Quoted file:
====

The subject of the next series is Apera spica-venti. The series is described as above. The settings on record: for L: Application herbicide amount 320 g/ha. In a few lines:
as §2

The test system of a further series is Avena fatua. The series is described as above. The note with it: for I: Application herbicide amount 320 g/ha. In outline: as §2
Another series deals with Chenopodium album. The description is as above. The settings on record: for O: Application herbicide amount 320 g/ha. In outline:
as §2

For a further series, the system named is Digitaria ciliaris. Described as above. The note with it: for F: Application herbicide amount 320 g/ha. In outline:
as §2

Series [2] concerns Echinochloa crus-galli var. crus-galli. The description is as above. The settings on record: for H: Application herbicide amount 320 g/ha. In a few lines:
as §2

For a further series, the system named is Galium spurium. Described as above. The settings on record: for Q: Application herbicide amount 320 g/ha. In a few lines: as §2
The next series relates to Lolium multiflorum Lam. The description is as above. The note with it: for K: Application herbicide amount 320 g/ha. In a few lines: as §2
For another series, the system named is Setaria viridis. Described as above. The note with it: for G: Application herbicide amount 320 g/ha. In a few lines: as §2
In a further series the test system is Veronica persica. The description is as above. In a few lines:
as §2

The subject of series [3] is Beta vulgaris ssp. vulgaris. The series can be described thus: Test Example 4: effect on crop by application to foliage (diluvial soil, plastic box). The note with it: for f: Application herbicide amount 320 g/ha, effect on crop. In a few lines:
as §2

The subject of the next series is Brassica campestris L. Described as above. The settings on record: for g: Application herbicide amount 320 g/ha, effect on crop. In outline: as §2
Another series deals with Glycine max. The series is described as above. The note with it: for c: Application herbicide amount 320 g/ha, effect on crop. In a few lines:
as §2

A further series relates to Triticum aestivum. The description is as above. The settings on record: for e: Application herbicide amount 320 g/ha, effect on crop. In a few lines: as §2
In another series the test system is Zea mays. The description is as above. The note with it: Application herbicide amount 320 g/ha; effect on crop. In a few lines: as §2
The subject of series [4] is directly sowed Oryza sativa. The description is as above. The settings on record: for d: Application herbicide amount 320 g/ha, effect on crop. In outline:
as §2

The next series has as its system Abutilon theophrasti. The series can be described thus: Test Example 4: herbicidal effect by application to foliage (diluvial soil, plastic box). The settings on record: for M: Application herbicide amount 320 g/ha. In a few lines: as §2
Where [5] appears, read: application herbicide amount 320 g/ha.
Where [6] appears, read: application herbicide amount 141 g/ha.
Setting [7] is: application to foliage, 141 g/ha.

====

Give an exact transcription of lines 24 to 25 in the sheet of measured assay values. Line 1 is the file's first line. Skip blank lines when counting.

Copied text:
The next series has as its system Abutilon theophrasti. The series can be described thus: Test Example 4: herbicidal effect by application to foliage (diluvial soil, plastic box). The settings on record: for M: Application herbicide amount 320 g/ha. In a few lines: as §2
Where [5] appears, read: application herbicide amount 320 g/ha.